Engines of Our Ingenuity

No. 2405
THE GREAT BALLOON DISASTER

by John H. Lienhard

Today, first to fly, first to die. The University of Houston's College of Engineering presents this series about the machines that make our civilization run, and the people whose ingenuity created them.

Balloon mania swept France after Jean-François de Rozier piloted the Montgolfier brother's first balloon in 1783. The next balloon-maker, Alexandre Charles, thought he was copying the Montgolfiers when he filled his early experimental balloons with hydrogen. He didn't realize they'd simply used hot air. Now ballooning would become a contest between hydrogen and hot air.

Whichever gas bore them aloft, balloons now claimed the sky. After flying the Montgolfiers' balloon, Rozier meant to show the world what balloons could do. His first goal was flying the English Channel from England to France, but he was immediately scooped by another French aeronaut, Charles Blanchard.

Jean-Francois de Rozier Rozier had to move fast to top that, so he announced he would fly the Channel from France to England, facing far less favorable winds. He'd have to be able to stay aloft much longer.

Now consider the problem of altitude control: A Hydrogen balloon must release sand to rise, or release hydrogen to go down. Once the hydrogen is spent, the balloon can only sink. A hot air balloon has to be larger since hot air is not as light as hydrogen. We control a hot air balloon's altitude by alternately heating the air in the gas bag or letting it cool. To travel great distances, that took increasingly heavy loads of fuel.

Rozier had a solution: He built a double balloon. A hydrogen-filled bag wasn't quite large enough to lift the balloon off the ground. A second hot air bag would get the balloon into the air. He'd control the altitude by heating the smaller air bag, and that would take a lot less fuel. Rozier's plan was really clever.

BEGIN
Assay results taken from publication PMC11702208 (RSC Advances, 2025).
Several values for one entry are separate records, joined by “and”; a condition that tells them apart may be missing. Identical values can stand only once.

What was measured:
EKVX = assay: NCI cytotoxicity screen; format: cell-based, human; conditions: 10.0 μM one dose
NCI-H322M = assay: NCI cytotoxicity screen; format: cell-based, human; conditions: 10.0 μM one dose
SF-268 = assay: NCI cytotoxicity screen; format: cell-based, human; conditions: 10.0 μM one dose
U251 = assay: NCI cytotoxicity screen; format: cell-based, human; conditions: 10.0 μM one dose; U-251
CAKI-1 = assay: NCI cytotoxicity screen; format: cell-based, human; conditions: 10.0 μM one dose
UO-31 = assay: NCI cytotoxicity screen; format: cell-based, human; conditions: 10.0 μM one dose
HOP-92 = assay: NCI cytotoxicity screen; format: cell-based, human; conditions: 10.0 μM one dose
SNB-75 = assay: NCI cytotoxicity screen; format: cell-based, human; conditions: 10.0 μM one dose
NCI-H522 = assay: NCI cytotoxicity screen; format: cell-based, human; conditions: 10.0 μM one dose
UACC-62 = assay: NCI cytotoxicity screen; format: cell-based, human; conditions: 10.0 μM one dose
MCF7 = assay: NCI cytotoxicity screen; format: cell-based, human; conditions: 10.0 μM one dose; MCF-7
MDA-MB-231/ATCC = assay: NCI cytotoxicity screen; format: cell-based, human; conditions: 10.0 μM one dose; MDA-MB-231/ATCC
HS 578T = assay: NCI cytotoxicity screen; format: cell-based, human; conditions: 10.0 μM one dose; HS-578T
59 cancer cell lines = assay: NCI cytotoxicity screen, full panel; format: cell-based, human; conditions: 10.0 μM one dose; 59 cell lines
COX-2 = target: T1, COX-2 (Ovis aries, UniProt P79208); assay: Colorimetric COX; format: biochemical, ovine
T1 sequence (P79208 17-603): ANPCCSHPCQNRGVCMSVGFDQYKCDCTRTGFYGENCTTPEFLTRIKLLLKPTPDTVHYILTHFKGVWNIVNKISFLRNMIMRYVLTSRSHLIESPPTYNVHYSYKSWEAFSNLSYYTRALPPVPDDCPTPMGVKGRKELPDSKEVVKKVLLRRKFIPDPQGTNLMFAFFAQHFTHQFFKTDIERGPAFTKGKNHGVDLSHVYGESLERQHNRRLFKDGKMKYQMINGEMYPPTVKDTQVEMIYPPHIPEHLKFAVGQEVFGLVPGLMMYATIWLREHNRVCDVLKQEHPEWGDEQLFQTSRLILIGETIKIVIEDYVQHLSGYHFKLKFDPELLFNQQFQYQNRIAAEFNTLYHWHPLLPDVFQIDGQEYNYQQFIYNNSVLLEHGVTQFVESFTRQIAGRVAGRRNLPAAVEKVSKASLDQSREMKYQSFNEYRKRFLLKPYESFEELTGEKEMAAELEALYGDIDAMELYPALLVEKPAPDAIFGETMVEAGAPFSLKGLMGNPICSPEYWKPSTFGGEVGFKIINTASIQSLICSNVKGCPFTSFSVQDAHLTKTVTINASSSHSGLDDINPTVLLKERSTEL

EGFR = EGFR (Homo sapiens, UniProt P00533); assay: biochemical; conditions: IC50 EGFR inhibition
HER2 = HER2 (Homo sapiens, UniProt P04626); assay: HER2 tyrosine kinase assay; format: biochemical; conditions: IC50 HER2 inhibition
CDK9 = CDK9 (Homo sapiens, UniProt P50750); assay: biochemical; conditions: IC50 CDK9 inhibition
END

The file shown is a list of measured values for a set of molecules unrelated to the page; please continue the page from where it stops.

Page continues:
But he knew it was also tricky. As the day approached, Rozier became more and more fearful. He made out his will. He insisted that his copilot, the balloon's owner, do so as well. At the last minute, their young patron, the Marquis de Maisonfort, offered the owner two hundred gold louis's to let him fly in his place.

Rozier was appalled. He barely managed to talk the Marguis out of going. Then, at 7:12 that morning, a cannon blast announced the two flyers' ascent as they rose into the grey sky. Thirty-three minutes later, observers saw a tongue of flame four miles away. Twenty seconds later, as the balloon's remnants fluttered \ back toward Earth, a muffled Whump reached their ears.

The balloon had been blown more west than north and never quite made it to the Channel. The watching crowd reached it to find Rozier already dead on the shoreline rocks, and the owner breathing his last. The fire had most likely ignited the hydrogen bag. When the hydrogen burned off, very little buoyancy remained in the hot air bag.

So that's how Rozier, first aeronaut to fly, also became first to die. The sport of ballooning now had to now sober up and settle into the methodical engineering needed to make it feasible. It'd taken a mere two years for ballooning to reach its childhood's end.

I'm John Lienhard at the University of Houston, where we're interested in the way inventive minds work.

(Theme music)


E. Hodgins and F. A. Magoun, Sky High: the Story of Aviation. (Boston: Little, Brown, and Company, 1935): Ch. V, "First Disaster".

See also, the Wikipedia articles on Rozier and on the history of ballooning, and the following Engines episodes: 1351, 1545, 1604, 2116, and 2192.

Library of Congress images courtesy of Wikipedia.

The death of Rozier and Romain

Artist's impression of the death of Romain and his copilot, Pierre Romain


The Engines of Our Ingenuity is Copyright © 1988-2008 by John H. Lienhard.